The contestants were evaluated by a panel of judges on the basis of their farm operation, with emphasis on the farm’s growth and financial progress and the applicant’s record of leadership within and outside of Farm Bureau.

Tommy and Tracy own Nagle Ranch in Patton, Cambria County, where they manage a 170-head beef cattle operation and grow 650 acres of grains, including corn, soybeans, barley and hay.

While working several full-time jobs after graduating college, including six years as director of purchasing for a poultry company, Nagle also worked on building his farm, eventually becoming a full-time farmer in 2010.

The Nagles, who have two young children, say they would like to expand the farm to 3,000 acres and 250 brood cows in the future, while continuing to improve cattle quality. Tommy Nagle has served as vice president of the Cambria County Farm Bureau and has also chaired its policy development committee.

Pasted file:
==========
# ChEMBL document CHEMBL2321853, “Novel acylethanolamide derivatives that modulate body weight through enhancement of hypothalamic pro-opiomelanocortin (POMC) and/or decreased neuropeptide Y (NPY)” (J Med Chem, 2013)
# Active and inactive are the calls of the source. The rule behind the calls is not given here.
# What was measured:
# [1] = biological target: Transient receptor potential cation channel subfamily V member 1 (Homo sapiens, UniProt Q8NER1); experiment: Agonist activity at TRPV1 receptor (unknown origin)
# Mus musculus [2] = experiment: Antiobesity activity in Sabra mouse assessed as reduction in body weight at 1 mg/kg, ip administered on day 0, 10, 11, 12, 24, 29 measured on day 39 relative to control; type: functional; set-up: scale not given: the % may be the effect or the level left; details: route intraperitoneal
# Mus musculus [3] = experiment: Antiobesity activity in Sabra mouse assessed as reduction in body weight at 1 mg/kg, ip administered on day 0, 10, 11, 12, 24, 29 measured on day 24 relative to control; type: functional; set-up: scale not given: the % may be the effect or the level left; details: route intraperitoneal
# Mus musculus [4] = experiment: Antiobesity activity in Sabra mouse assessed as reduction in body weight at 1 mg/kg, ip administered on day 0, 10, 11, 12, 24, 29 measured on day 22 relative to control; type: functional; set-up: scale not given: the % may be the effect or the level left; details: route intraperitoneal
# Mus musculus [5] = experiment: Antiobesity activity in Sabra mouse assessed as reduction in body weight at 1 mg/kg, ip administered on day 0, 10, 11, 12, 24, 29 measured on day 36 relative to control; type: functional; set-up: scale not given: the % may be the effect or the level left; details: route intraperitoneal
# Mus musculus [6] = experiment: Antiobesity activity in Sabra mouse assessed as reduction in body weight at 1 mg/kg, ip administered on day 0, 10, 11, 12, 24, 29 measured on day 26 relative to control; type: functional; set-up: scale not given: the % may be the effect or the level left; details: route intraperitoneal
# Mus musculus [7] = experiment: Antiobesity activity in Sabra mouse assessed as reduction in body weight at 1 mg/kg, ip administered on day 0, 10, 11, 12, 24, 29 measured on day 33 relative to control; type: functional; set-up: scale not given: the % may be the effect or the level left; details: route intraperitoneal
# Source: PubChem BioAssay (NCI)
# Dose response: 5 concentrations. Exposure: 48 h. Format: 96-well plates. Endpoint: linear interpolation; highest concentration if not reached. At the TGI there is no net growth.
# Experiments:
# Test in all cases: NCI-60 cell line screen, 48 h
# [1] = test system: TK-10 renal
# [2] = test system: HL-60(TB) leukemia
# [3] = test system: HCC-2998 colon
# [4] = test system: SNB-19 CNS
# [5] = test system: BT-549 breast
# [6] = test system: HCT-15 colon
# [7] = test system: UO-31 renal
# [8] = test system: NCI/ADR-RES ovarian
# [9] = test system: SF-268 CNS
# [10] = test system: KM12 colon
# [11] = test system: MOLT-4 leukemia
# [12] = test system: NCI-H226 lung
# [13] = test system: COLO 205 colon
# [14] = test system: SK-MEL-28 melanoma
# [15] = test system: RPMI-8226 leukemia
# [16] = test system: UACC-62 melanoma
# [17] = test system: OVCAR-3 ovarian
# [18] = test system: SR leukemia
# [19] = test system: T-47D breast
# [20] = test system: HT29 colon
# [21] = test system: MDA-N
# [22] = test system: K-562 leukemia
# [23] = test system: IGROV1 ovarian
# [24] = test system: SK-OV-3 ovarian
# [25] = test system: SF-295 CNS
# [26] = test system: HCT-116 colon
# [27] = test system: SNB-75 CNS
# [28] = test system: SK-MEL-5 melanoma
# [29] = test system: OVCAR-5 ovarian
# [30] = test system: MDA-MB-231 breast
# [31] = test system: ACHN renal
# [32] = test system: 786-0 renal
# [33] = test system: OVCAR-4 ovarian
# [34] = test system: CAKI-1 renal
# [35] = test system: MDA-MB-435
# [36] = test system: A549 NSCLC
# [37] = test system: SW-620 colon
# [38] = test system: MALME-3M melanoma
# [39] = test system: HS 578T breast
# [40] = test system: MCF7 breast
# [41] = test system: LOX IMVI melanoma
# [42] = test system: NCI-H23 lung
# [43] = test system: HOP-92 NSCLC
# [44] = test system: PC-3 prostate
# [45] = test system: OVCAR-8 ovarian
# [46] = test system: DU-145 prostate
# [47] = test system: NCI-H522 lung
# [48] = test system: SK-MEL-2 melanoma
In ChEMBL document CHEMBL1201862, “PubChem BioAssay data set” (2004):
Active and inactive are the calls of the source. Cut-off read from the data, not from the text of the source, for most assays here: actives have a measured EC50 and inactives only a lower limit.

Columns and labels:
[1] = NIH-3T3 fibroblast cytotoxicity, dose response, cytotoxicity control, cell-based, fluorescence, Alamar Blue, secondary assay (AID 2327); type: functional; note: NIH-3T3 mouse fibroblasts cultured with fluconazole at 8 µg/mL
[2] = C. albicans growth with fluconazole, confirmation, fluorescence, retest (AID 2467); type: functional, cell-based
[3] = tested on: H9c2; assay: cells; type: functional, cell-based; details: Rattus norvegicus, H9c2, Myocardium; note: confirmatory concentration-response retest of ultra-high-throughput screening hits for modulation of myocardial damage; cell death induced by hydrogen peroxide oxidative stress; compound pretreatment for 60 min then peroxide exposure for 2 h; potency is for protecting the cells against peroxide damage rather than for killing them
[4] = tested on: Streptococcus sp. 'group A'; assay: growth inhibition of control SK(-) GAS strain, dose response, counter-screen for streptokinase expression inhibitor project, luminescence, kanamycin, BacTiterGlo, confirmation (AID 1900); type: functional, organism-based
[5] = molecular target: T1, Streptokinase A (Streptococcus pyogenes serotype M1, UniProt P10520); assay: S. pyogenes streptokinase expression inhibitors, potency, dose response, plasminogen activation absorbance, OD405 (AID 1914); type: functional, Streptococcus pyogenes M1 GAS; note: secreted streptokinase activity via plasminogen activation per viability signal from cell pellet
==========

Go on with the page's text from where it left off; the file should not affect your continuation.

Western Pa. finalist

This year’s other YF&R Achievement Award finalist was Loren and Jodi Elder of Lawrence County.

The Elders operate a grass-fed beef farm, using rotational grazing, with a focus on improving soil quality. The number of cattle on the farm has grown to more than 100, from less than 30 in 2003.

In addition, the farm has increased its overall acreage from 170 acres of harvested grains in 2003 to more than 500 acres this year.

The Nagles will compete for national honors in January at the American Farm Bureau Federation’s 95th annual meeting in San Antonio.

Discussion meet

A Northumberland County dairy farmer won the Young Farmer Discussion Meet .